The Most Beautiful And Brilliantly Colored Coral Reef Fishes
Marine angelfish (Pomacanthidae) live around the same coral reefs as the butterflyfish and in fact look a bit like larger editions of those fish, but some people think angelfish is prettier. They differ from Butterflyfish in that they have a spine at the base of each gill cover. Except during mating angelfish are solitary, and each fish will vigorously defend its territory. If another member of the species intrudes, it will make a threatening display, showing off its colors. If the invader does not leave, there will be a violent fight.
A Zebra angelfish (Pygoplites diacanthus) lives on a coral reef in Indo-Pacific waters.
The Blue-ringed angelfish (Pomacanthus annularis) lives around coral reefs in the Indo-Pacific.
Butterflyfish (Chaetodontidae) are found around coral reefs all over the world. These are thin, brilliantly colored fish with almost-circular bodies, but the color is arranged in bold patches and bands that break up their shape and thus help camouflage them. With the real eyes hidden in black bands and in a number of species a black eyespot showing prominently in front of the tail, the Butterflyfish further confuse predators about which end is back and which is front. These fish are also protected by a row of spines on the back that make them an unpleasant mouthful. Some have flattened, chisel-like teeth to pick off coral polyps, while others have tiny protruding teeth at the tip of their pointed snout to take food from tight crevices in rocks.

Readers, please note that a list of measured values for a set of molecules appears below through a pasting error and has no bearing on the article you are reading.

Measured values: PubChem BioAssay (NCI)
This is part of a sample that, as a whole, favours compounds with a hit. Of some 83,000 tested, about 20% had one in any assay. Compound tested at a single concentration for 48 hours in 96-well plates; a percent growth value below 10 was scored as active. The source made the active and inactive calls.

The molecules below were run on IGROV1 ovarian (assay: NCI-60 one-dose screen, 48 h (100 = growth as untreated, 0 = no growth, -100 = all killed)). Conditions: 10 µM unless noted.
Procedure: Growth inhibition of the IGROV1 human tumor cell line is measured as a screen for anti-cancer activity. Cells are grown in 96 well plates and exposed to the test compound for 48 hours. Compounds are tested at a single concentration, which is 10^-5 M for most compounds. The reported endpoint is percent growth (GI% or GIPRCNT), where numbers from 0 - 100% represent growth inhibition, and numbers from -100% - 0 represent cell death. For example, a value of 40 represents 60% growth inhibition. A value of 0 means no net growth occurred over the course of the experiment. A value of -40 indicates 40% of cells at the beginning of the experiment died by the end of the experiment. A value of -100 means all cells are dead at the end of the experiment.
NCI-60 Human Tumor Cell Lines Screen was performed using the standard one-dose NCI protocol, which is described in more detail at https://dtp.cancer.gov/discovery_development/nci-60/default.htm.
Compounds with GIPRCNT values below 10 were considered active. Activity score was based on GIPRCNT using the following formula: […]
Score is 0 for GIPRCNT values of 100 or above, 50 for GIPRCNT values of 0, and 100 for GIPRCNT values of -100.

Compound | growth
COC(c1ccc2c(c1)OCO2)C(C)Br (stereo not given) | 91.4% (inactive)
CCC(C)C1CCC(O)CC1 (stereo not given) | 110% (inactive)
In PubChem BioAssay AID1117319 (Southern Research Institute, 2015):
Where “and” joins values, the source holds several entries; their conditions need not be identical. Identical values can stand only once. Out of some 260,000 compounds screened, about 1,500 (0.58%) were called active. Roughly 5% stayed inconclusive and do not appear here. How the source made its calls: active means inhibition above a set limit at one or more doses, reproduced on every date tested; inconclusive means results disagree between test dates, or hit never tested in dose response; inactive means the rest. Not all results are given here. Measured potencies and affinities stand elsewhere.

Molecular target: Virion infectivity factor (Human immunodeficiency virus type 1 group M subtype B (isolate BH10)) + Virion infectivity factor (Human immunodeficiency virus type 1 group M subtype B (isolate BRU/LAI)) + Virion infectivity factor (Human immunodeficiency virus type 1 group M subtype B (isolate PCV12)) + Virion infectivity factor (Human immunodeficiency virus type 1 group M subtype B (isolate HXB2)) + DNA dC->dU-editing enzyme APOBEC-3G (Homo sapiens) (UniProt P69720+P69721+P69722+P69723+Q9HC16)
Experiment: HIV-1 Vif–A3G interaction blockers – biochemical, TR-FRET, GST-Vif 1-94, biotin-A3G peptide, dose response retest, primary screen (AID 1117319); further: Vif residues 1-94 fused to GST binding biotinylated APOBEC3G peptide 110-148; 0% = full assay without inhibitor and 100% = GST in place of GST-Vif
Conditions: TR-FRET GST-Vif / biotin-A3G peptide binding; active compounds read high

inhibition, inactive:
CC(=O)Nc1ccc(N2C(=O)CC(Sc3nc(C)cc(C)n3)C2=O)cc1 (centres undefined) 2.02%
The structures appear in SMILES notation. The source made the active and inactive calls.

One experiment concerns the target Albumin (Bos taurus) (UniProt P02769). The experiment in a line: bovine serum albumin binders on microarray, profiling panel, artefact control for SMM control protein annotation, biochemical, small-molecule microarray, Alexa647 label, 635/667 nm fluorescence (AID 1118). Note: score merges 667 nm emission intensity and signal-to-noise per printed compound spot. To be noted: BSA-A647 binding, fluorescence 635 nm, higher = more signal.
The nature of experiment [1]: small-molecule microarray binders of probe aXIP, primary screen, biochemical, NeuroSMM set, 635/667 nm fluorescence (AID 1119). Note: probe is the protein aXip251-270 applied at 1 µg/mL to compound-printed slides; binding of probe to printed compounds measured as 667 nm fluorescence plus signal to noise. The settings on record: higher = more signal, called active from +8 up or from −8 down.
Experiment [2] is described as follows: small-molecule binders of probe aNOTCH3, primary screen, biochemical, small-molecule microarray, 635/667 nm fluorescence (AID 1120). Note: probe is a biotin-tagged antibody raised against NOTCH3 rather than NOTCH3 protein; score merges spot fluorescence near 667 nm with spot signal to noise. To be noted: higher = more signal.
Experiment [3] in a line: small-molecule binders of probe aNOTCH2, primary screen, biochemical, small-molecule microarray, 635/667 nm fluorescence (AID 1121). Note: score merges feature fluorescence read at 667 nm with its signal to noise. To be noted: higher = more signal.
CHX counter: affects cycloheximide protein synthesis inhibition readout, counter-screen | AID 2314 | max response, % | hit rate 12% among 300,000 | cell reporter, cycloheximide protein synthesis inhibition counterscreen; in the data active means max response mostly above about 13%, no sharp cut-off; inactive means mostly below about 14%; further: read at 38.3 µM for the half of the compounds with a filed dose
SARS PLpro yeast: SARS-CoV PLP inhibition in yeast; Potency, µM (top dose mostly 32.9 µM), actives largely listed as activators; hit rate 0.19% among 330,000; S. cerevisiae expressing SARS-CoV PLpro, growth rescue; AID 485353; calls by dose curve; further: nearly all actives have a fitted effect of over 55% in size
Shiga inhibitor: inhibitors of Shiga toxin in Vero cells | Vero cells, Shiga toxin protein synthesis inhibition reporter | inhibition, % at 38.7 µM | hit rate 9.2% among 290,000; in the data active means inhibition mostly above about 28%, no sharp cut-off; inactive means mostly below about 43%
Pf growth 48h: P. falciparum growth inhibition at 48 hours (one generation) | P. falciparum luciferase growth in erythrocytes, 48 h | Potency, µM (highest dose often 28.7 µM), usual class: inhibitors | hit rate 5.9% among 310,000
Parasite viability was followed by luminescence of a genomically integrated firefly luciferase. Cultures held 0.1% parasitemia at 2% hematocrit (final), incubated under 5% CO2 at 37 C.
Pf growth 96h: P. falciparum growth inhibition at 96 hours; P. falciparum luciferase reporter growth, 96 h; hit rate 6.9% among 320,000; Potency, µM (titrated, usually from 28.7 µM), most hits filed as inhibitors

Another inhabitant of coral reefs is the colorful damselfish (Pomacentridae). Like the cichlids, which damselfish resemble, their nostrils have only one opening, and they have two spiny fin rays in the front part of the anal fin. Damselfish lay their eggs in rock crevices and guard them fiercely. They anemone fish, or clownfish, live among the tentacles of sea anemones. A skin secretion protects them from the anemone’s sting. Damselfish are very popular for aquariums.